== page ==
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Bollywood Should Stop Glorifying Motherhood. 5 Reasons Why

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Maa Ki Mamta, a trope that Bollywood has been using ever since its conception to define mothers and their “selfless love”. Bollywood mothers are ever forgiving and sacrificial and will do everything to put that roti on her son’s plate and not her own. Time to stop glorifying motherhood in films?

The latest example of a mother being presented as a “supreme being” is the Laxman Utekar directorial Mimi. Though called one of the most loved movies of 2021, did it give the protagonist her due? When are we doing away with glorifying motherhood in movies?

5 reasons to stop glorifying motherhood in Bollywood films

1. Mothers shouldn’t have to keep sacrificing their dreams

The much acclaimed movie Mimi starts with the female lead aspiring to become an actor. But the movie then becomes about her journey as a surrogate mother. Though she agrees to become one in return for money, her life changes after the birth of her child and her dreams take a backseat. Moreover, how can we forget Bhanu saying that carrying a child in one’s womb is the “greatest task” on earth!

Our films always glorify women who shelf their goals to raise children and vilify those who don’t. In the 2004 movie Aitraaz, Sonia (Priyanka Chopra) is sure that she wants to focus on her career and does not want a child. But she was presented as a villain who couldn’t give up her dreams for the sake of her child.

2. A mother is not a superwoman

We have a tendency to project mothers as women who are all-rounders. They are raised to the position of Gods which prevents us from looking at them as human beings. In Shakuntala Devi, Anupama (Sanya Malhotra), the protagonists daughter, in a monologue says,”Maa ko bhagwan ka nahi, bhagwan ko maa ka darja diya jaata hai.” This kind of toxic glorification prevents her from seeing her mother as a person and blames her for “ruining her childhood.”

3. Motherhood is not a woman’s only identity

When Anupama becomes a mother in Shakuntala Devi, she is told that her only job now is to look after her daughter. Though she is flourishing in her career, the birth of her child is seen as her ‘only achievement’. Bollywood wants us to believe that a mother may be independent, successful and financially well off but it hardly matters after she has someone to address her as “maa“.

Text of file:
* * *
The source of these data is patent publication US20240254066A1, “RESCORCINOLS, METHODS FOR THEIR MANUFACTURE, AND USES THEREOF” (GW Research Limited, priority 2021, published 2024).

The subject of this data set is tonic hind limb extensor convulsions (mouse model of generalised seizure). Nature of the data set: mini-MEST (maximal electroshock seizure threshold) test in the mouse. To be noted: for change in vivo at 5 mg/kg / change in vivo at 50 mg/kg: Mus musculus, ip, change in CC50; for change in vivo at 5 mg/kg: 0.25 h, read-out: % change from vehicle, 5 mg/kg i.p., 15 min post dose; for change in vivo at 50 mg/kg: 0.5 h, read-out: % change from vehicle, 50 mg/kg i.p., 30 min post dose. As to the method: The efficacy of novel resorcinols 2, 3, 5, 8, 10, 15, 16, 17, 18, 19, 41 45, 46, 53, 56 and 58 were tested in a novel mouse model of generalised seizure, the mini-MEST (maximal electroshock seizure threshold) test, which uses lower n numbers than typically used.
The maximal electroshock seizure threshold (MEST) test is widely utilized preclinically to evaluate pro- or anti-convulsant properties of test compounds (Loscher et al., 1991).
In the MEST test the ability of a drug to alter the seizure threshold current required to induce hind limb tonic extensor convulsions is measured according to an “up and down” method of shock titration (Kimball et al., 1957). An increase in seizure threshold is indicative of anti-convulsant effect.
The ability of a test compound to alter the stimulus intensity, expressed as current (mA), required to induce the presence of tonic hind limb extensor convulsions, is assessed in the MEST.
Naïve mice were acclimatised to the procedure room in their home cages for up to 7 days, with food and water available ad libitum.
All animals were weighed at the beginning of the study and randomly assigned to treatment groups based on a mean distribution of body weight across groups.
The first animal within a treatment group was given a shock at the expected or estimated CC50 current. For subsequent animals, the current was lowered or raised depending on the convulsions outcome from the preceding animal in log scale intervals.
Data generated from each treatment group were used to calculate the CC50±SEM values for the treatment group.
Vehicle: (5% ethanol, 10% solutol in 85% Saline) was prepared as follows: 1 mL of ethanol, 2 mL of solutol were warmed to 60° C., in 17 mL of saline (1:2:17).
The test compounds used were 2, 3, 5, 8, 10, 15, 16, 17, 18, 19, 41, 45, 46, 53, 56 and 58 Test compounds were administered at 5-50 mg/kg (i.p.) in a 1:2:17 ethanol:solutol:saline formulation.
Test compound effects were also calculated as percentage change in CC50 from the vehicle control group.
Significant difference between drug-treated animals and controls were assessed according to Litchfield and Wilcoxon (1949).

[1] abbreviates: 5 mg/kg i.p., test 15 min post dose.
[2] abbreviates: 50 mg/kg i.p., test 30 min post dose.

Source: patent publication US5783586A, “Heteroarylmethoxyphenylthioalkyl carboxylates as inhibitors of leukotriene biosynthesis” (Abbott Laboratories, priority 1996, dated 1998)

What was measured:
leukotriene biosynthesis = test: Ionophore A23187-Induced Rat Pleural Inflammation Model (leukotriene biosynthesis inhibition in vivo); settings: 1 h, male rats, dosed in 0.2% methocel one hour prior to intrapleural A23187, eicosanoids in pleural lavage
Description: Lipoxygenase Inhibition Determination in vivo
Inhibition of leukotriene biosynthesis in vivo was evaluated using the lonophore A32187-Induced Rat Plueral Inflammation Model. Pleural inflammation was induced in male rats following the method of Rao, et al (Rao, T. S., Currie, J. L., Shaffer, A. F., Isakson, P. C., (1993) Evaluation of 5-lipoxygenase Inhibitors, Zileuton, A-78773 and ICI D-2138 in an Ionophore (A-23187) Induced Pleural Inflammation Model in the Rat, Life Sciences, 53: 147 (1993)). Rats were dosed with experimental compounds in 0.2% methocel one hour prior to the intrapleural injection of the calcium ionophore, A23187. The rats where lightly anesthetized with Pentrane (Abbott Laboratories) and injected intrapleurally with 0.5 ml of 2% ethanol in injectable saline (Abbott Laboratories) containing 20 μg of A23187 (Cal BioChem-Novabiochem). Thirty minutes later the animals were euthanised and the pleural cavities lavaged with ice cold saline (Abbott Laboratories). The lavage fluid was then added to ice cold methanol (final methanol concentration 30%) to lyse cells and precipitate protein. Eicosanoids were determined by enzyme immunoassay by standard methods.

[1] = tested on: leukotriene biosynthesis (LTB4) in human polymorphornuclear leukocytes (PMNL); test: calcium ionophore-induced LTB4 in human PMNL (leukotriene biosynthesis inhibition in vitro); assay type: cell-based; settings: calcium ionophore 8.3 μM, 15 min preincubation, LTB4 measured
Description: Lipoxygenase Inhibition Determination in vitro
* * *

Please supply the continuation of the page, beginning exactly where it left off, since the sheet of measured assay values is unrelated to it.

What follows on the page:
4. Mothers instincts don’t work ‘magically’

Another reason why Bollywood should stop motherhood glorification is that mothers are not ‘magicians’. Their ‘instincts’ cannot hit the bull’s eye at all times. Remember the epic Kabhi Khushi Kabhie Gham scene where Nandini (Jaya Bachchan) ‘instinctively’ understands that her son Rahul (Shah Rukh Khan) is back home? Not only that, she even spots him at a mall amidst a huge mass of people without much effort. Clearly, mothers don’t have such ‘supernatural powers’. Why are we obsessed with such unrealistic portrayal of motherhood in films?

5. Is a mother’s obsession with her child acceptable?

Eela (Kajol) from Helicopter Eela and Shakuntala from Shakuntala Devi are perfect examples of obsessive parents who cannot see the world that lies beyond their children. The former, once an aspiring singer, gives up her dreams to bring up her son. In the course of time, she becomes a helicoptering parent denying him any privacy. To top it all, she takes admission in his college to complete her studies. What else can I say?

Shakuntala (Vidya Balan), on the other hand is an unconventional mother with high aspirations. But her fear that she is “not doing enough” for her daughter turns her into an obsessive mother. She separates Anupama from her father, takes her to a different country every other day because she has to travel for work and unknowingly starts robbing her of her childhood. But the audience does not raise a question because after all, that’s what mothers are supposed to do, right?